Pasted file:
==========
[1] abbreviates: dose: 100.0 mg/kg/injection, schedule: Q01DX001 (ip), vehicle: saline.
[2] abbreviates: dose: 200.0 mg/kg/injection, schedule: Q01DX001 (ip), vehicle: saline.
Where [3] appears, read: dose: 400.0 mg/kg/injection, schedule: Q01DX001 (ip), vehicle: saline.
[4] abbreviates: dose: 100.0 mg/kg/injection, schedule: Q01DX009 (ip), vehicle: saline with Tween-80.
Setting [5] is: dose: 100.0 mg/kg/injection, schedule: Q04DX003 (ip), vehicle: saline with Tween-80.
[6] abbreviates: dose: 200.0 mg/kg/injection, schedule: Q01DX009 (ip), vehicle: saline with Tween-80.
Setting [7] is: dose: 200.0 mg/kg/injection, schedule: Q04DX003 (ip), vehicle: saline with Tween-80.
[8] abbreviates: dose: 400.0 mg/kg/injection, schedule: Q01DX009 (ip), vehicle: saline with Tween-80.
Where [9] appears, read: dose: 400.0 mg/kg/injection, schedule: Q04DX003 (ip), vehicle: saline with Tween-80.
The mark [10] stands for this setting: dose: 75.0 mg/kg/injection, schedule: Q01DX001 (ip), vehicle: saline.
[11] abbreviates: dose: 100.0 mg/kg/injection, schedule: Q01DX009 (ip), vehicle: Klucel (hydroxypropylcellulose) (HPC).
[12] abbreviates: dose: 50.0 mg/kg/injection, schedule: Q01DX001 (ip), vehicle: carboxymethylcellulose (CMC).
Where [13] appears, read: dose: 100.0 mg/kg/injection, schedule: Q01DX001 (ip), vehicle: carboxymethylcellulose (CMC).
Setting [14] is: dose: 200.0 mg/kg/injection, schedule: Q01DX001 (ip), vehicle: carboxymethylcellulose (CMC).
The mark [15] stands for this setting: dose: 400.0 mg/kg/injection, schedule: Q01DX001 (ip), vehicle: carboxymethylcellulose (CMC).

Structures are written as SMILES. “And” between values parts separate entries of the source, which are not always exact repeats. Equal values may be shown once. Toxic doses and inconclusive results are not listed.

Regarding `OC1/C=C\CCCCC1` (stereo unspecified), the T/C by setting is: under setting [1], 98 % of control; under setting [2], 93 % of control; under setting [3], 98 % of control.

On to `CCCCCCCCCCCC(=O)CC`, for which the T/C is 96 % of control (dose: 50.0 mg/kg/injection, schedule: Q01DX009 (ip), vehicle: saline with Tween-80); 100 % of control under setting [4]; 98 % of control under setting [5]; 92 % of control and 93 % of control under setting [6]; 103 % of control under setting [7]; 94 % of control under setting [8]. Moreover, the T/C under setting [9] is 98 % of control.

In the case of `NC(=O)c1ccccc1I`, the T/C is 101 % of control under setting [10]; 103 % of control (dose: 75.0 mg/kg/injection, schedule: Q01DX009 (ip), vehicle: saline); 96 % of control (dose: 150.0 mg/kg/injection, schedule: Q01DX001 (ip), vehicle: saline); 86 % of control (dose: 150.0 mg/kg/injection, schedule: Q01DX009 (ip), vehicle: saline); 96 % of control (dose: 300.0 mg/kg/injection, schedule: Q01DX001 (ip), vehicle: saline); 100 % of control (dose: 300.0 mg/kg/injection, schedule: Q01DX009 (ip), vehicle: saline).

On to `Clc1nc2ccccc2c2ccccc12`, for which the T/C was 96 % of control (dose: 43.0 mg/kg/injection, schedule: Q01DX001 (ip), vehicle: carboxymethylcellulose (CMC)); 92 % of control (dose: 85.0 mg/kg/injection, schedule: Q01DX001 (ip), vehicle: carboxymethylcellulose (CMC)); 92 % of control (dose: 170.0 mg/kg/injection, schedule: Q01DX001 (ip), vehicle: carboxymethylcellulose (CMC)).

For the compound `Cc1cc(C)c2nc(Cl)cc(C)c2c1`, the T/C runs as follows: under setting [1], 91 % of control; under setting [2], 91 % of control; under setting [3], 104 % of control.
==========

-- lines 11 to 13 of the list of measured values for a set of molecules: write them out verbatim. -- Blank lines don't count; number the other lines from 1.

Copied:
[11] abbreviates: dose: 100.0 mg/kg/injection, schedule: Q01DX009 (ip), vehicle: Klucel (hydroxypropylcellulose) (HPC).
[12] abbreviates: dose: 50.0 mg/kg/injection, schedule: Q01DX001 (ip), vehicle: carboxymethylcellulose (CMC).
Where [13] appears, read: dose: 100.0 mg/kg/injection, schedule: Q01DX001 (ip), vehicle: carboxymethylcellulose (CMC).